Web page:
The fishing community is becoming a leader in shifting the gender paradigm, a movement that dovetails with the outdoor industry’s growing focus on diversity.
Introducing: 50/50 On the Water, a program to create gender parity in the sport of fly fishing. Orvis launched the campaign at the July 2017 International Fly Tackle Dealer Show, following two years of research, development, and input from more than 120 industry professionals.
Widening participation drives sales opportunities for retailers and manufacturers and also increases conservation, which twofold strengthens the longevity of outdoor engagement and its economy.
“Diversity in the outdoor industry can become stronger because of conservation and our shared desire to protect resources,” said Hilary Hutcheson, fly fishing guide and owner of Lary’s Fly & Supply, who helped brainstorm the campaign. “If you pay attention to the health of the environment and take action, you’ll connect with people who are doing the same, even if you’re not adventure buddies. I’ve had clients from varied ethnicities and backgrounds start fly fishing because they were initially drawn to protect an important waterway or public land,” she said.
Big business opportunity
The growth potential is large: In the U.S., 35 percent of anglers are female, ages 6 and up, according to the 2017 “Special Report on Fishing” published by the Recreational Boating & Fishing Foundation and the Outdoor Industry Association. In fly fishing, women comprise only 31 percent of anglers on the water. The report also found that women are the fastest growing demographic in the sport of fishing.
Similarly, the outdoor industry has experienced an uptick of women’s-specific clinics and events across segments including mountain biking, backcountry skiing, and splitboarding. More female guides and instructors, like climbing guide Andrea Charest, are mentoring women in the field. In less than three years, Camber Outdoors grew the number of outdoor industry signatures on the CEO Pledge from 13 to 75 companies, which are committed to establishing women in leadership roles.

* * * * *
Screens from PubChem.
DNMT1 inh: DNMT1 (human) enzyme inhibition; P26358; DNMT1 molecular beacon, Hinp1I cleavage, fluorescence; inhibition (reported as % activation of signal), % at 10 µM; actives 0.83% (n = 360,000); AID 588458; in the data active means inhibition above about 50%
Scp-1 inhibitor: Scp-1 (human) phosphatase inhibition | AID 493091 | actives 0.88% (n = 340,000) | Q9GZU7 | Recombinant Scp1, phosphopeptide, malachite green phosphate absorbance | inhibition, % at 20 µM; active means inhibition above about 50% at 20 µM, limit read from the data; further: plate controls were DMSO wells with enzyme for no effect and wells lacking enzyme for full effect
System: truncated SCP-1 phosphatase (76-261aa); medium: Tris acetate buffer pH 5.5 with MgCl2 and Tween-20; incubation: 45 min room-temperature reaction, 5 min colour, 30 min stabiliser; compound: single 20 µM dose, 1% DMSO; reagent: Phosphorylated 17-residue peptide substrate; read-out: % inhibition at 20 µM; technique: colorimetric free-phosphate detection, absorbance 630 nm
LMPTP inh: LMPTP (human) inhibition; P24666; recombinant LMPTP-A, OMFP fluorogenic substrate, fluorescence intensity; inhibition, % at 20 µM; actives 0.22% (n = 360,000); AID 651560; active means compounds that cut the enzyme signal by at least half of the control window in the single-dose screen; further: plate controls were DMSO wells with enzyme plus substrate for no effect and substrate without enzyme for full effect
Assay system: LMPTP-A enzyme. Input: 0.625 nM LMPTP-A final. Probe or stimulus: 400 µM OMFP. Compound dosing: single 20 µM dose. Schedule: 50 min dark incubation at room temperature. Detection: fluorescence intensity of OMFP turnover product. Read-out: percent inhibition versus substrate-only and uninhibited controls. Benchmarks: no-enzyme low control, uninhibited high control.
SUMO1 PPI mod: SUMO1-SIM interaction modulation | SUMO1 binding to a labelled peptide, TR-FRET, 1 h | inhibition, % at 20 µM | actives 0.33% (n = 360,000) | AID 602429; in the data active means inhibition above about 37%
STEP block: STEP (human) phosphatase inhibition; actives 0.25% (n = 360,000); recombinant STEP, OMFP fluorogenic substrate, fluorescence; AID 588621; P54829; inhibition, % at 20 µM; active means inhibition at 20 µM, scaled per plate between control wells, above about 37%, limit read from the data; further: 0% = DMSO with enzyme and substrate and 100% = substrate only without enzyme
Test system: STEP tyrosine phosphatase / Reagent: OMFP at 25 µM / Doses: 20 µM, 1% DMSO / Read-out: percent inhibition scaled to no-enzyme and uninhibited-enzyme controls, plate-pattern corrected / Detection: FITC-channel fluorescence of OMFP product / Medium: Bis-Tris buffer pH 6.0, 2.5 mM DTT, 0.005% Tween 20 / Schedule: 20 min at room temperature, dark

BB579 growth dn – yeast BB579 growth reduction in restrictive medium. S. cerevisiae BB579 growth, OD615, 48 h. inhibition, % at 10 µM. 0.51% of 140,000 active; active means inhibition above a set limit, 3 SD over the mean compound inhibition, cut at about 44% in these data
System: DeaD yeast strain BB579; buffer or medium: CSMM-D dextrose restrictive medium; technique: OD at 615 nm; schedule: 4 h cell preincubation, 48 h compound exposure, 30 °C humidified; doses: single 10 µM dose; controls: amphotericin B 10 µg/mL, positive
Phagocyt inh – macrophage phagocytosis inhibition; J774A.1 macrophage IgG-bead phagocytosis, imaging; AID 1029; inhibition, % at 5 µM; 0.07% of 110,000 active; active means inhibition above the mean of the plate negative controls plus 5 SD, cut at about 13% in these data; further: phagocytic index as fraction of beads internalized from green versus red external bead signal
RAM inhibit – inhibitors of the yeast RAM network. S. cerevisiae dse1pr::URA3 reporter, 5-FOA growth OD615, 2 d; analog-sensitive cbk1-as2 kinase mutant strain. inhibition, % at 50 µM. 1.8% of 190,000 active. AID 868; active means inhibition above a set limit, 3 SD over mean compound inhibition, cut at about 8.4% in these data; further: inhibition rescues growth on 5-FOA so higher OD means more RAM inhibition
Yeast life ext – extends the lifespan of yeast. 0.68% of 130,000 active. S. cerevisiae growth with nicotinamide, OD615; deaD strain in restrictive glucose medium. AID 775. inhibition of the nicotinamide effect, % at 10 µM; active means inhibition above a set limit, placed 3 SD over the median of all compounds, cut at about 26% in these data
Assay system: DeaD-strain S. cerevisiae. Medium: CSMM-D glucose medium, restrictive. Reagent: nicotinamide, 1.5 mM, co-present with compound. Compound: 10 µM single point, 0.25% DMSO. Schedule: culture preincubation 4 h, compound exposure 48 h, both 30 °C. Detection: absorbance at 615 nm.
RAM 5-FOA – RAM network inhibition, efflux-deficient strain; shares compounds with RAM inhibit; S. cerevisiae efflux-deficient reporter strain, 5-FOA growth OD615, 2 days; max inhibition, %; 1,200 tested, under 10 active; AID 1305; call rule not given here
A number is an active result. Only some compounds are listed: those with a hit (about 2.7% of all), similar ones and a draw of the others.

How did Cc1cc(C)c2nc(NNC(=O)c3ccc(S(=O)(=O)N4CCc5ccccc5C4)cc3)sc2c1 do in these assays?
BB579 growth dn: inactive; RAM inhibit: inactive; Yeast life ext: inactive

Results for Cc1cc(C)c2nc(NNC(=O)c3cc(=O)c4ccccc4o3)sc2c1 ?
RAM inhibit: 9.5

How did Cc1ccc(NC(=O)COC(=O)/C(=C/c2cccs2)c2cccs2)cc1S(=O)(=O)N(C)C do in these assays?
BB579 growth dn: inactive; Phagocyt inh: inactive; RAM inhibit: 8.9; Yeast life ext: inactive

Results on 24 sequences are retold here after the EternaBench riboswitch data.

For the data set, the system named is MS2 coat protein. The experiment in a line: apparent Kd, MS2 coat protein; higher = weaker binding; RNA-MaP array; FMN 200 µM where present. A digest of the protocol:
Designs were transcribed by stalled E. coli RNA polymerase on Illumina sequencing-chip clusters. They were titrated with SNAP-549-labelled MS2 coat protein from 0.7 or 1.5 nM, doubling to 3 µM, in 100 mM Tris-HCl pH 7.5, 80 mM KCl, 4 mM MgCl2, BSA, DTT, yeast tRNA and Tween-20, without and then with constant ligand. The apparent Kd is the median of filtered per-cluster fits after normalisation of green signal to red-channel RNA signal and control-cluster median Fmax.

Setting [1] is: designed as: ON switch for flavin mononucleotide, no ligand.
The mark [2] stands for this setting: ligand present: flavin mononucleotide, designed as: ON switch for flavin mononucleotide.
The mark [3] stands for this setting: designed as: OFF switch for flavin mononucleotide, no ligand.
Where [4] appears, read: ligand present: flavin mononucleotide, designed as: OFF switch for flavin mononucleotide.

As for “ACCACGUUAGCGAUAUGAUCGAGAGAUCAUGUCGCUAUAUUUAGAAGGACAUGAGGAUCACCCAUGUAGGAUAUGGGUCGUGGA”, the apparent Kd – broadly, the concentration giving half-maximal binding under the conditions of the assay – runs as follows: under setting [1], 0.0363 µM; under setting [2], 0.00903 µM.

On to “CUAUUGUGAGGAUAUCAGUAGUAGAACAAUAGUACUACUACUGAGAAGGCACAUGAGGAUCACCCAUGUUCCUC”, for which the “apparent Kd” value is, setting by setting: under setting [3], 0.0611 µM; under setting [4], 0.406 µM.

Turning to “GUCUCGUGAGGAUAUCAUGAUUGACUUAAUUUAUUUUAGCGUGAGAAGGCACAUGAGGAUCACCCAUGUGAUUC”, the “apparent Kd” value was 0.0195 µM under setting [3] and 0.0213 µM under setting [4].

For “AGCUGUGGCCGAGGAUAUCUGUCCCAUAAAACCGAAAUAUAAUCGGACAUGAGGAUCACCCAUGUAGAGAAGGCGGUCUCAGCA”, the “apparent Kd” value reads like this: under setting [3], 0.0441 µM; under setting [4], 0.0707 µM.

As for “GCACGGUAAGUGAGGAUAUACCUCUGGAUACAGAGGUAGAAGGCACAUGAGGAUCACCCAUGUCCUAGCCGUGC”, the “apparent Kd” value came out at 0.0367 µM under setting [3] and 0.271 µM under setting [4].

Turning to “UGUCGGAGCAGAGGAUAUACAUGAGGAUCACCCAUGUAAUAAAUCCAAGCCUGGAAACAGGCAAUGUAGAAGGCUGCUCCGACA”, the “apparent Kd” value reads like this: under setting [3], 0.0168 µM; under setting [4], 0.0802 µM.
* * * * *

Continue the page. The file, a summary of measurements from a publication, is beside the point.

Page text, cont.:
Not all efforts are new, either: A handful of women-owned companies that pioneered women’s-only trips have thrived over decades. AdventureWomen, founded in 1982, leads a variety of adventure tours. Backcountry Babes celebrated its 20th year anniversary last year and continues to expand its nationwide women’s-only ski clinics.
Mission of 50/50 On The Water
50/50 was founded with three targeted goals: Change the industry’s perception of women by reflecting diversity across physique, age, ethnicity, and skill level; lower barriers into the sport by providing free-of-cost, women’s-only clinics and schools; and celebrate women in conservation.
SNEWS regularly covers diversity issues in the outdoors. Check out our special section on diversity issues here.
To increase diversity in the outdoors, dissolving perceived and real barriers—be those related to age, ethnicity, body image, skill level, geographic location, physical ability, or socioeconomics in addition to gender—is a priority.
“Over the last few years, women have expressed that entering the sport comes with barriers—whether it’s time commitment, intimidation, or feeling overwhelmed with gear selection—and 50/50 On The Water was started to break down those barriers,” said 50/50 Co-founder Jackie Kutzer, who is at the helm of growing the sport’s diversity. At Trout Unlimited, she’s the Vice Chair for the Women and Diversity Initiative. Kutzer also co-leads the East-based chapter of Braided, a women’s fly fishing club that debuted last year in Southwest Colorado with a mission to build an inclusive angler community and to increase conservation.
Changing the ‘Boy’s Club’